Sotos syndrome or Cerebral Gigantism
Diagnosis : From around 2-4 years of age. Tall stature and dysmorphic features.
Sotos syndrome, or gigantism, usually presents in early childhood. The physical characteristics are tall stature, large hands and feet and poor circulation. There may also be special educational needs. Bone age is often advanced and puberty usually occurs early so excessive tall stature may not be a feature of adulthood.
A doctor’s recommendation to begin a child on growth hormone (GH) is based on consideration of many factors, including a complete evaluation of the child’s growth pattern, general health, medical and family history, and results of laboratory tests. Parents may have many questions when they are considering a doctor’s recommendation to start their child on GH. Perhaps most importantly, parents well want to understand the potential benefits and risks of GH treatment. The pediatric endocrinologist who is evaluating the child is the best person to answer these questions. This fact sheet about the possible effects of GH is intended to serve as a brief overview for parents, not as a substitute for a thorough discussion with the child’s health care team. Much of the information contained here about the physical effects of GH is based on the official statement of the European Society of Pediatric Endocrinology cocerning the safety and toxicity of GH, which has also been endorsed by the Lawson Wilkins Pediatric Endocrine Society in the United States.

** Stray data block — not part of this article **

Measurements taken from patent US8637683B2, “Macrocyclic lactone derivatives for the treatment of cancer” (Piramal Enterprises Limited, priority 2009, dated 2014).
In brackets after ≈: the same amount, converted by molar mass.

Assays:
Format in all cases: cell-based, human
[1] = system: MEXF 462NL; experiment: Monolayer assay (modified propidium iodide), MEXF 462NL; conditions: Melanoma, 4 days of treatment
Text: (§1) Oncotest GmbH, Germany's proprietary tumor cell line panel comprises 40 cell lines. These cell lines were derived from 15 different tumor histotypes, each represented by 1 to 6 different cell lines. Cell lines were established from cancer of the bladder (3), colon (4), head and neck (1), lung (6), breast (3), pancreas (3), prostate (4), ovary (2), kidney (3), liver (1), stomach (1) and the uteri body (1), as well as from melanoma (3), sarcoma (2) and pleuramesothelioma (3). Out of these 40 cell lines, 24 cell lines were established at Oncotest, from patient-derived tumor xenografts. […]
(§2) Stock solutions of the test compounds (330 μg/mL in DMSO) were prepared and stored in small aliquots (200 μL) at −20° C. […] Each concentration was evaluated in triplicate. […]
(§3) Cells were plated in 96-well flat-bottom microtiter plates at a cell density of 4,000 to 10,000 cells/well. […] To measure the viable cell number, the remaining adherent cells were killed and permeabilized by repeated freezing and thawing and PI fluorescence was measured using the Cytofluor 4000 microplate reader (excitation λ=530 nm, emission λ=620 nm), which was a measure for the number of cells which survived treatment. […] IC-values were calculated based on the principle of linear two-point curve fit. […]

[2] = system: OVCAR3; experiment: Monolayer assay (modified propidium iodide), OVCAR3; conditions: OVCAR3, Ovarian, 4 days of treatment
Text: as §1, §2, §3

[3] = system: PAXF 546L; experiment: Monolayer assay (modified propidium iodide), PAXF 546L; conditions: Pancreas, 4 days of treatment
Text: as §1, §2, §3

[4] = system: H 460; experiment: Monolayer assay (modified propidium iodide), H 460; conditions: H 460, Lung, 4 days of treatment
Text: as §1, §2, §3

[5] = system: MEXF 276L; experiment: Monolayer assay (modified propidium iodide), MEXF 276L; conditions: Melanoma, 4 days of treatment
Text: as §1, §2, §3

GH deficient children will grown faster, often 2 to 3 times their pre-treatment growth rate during the first year of therapy. This increased (“catch-up”) rate wanes over time, but they should continue to grow at a normal rate while receiving therapy. GH deficient children who respond well to GH will be taller as adults than they would have been if not treated.
FDA approved indications
• GH deficiency(1985)
• Turner syndrome (1995)
• Chronic renal insufficiency – pretransplantation and post transplant (1995)
• Children born SGA who have not shown evidence of catch-up growth by 2 years of age (2001)
• Prader Willi syndrome with short stature( 2000)
• Idiopathic short stature >2. SD below the mean in height and who are unlikely to catch up in height (2003)
• Adult Growth Hormone Deficiency
• SHOX Deficiency 2006
• Noonan syndrome 2007
• HIV Wasting
• Cystic fibrosis
• X-linked hypophosphatemic rickets
• Precocious puberty
• Chronic glucorticoid use
• Thallasemia with short stature
• Trisomy syndrome
• Severe Burns
• IVF Spermatogensis
• Anti ageing
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